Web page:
Schubert — Waltz, D. 365, No. 15 (Three Graces)
- Suite: Dances for Children
Schubert — Waltz, D. 365, No. 15
- Original choreography by: Isadora Duncan
Reconstructed versions by Hortense Kooluris and Riva Hoffman.
There is a mystery in the faces of these three dancers before they turn into their joyous circle and climax with a burst of energy. This is probably the most well known of the Schubert dances.
Andrea Mantell Seidel
Three Graces begins with a pictorial image evocative of the famous painting of The Three Graces with the trio of young girls facing front with their arms entwined around one another. The trio gently bourrée downstage on half toe with sweet smiles of innocence and chaste restraint. In contrast to the open, thrusting pelvis in Duncan's later Brahms Waltzes and the erotic sensuality of Botticelli's nymphs, the pelvis and hips in the Three Graces are constrained and centered over the arches of the feet, furthering the virginal countenance of Isadora's nymphs. Arriving at the foot of the stage, the trio separates, spins, and glides playfully before beckoning one another to run lightly upstage to reassemble again into the entwined configuration. For a moment they stand sweetly poised as if in a Renaissance painting, and then slowly and delicately repeat the small advancing steps.
The Three Graces in my opinion, is not a fully realized vision of Botticelli's painting and in that regard, not a fully realized piece of choreography. Isadora had not yet acquired the depth of musical or choreographic sophistication to capture the sensuality and profundity of Botticelli's vision. The dancing figures render Botticelli's images not as part Aphrodite but rather as part idealized, chaste young women and part adolescent, not quite ripened unto their power.
Nadia Chilkovsky Nahumck
Reference: Nahumck, Nadia Chilkovsky. Isadora Duncan: The Dances. Washington DC: The National Museum of Women in the Arts, 1994.
This is a widely known but little understood study in perspective. The form, emphasized by repetition, is a daring example of an abbreviated phrase repeated to complete a longer conceptual statement. It is of peripheral interest to note that inspiration for this piece was sparked by Duncan's appreciation of Sandro Botticelli's Primavera, or by images described in Richard Wagner's notes on Tannhäuser und der Sängerkrieg auf dem Wartburg. In her autobiography My Life, Duncan chronicles her response to Wagner's widow, Cosima, who had asked her to dance the Bacchanale for the opera Tannhäuser: "I will come, and I will try to give at least an indication of the lovely, soft, voluptuous movements which I already see for the Three Graces" (Duncan, My Life, p. 142.). Planning her performance, Isadora wrote, "Those are the Three Graces embodying the calm, the languor of satisfied amorous sensuality. In the dream of Tannhäuser they are interlaced and separated and, joining themselves together, become alternately unified and parted" (Duncan, My Life, p. 145).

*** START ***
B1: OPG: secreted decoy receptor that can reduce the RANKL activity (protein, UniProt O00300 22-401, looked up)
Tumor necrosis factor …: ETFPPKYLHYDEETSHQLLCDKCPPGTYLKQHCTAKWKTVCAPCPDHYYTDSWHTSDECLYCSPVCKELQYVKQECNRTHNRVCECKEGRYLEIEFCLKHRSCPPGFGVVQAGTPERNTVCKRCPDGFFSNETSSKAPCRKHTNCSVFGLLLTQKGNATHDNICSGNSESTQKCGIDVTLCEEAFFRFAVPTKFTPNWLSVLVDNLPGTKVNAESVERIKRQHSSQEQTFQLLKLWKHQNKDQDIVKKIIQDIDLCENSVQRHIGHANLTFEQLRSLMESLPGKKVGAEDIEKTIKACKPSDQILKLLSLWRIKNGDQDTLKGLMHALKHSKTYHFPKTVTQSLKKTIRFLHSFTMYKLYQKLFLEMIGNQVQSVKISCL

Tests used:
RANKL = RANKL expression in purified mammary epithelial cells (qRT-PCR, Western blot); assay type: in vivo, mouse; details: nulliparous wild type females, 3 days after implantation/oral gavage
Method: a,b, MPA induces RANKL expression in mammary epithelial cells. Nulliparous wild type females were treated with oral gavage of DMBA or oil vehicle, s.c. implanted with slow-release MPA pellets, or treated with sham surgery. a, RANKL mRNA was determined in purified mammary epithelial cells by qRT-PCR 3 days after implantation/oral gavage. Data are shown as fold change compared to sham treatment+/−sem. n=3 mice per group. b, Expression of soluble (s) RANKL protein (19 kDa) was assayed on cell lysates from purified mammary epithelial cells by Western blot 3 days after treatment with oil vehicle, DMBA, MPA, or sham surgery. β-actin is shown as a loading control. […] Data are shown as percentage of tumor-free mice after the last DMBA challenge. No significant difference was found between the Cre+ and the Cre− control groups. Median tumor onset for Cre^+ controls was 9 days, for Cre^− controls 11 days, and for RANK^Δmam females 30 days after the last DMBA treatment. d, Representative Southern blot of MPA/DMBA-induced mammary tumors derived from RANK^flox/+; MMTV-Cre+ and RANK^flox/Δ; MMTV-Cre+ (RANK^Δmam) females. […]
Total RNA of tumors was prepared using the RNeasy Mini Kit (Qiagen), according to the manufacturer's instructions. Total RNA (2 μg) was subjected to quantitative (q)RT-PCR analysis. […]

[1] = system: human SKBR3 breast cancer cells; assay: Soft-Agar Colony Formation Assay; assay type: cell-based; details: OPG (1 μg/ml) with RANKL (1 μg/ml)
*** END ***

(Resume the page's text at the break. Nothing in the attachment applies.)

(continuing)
The dance, a choreographic phenomenon of classic simplicity, combines interesting spatial constructs with hidden skills and intricate music/dance relatedness. In its entirety, the dance is an illusion of time and distance—a vision of enduring perfection of form.
Three dancers, side by side and in close contact, face the audience. They begin from upstage center to move imperceptibly toward the audience, as though coming out of a distant past. They advance in absolute unity as one body. The two outside figures incline their heads toward the central figure; they seem to be whispering profound secrets.
After the first sixteen measures, the three suddenly burst into a lively circle dance, whirling in unison upstage along the sagittal center of the stage. With equal suddenness, they separate, running in different directions, only to reunite for a restatement of the dance.
Dicki Johnson Macy
The Three Graces are the three aspects of Aphrodite (1: JOY of the radiance that flows out to the world, 2: SPLENDOR, represents the energy returning to the deity, and 3: ABUNDANCE, unites the two.) and the rhythm of her energy going forth in the world, coming back, and then herself enclosing the two movements. The graces are her inflection as the moving powers of the energy of the world. The graces are naked because nakedness represents disengagement from the limitations of time and space.
|Dance Visions NY Youth Company: Children's Repertory||2012||Yes||Staged by Beth Jucovy|
|Hortense Kooluris Memorial Tribute||2007-08-01||No|
|The Enduring Essence||1990||Gemze de Lappe, Sharon Arslanian, Anne Carey||Yes|
|Douglass College||1978||Gemze de Lappe, Sylvia Gold, Hortense Kooluris||Yes|
|Tribute to Isadora Duncan, Hortense Kooluris and Dancers at the World Trade Center||09/14/1987||Jeanne Bresciani, Beth Jucovy, Adrienne Ramm||Yes|
|Isadora Duncan Repertory Dance Company performs Three Graces||Yes|
|Isadora Duncan Centenary Dance Company performs Three Graces||Gemze de Lappe, Sylvia Gold, Hortense Kooluris||Yes|
|Hortense Kooluris Collection||Yes|
|Hortense Kooluris Collection||Yes|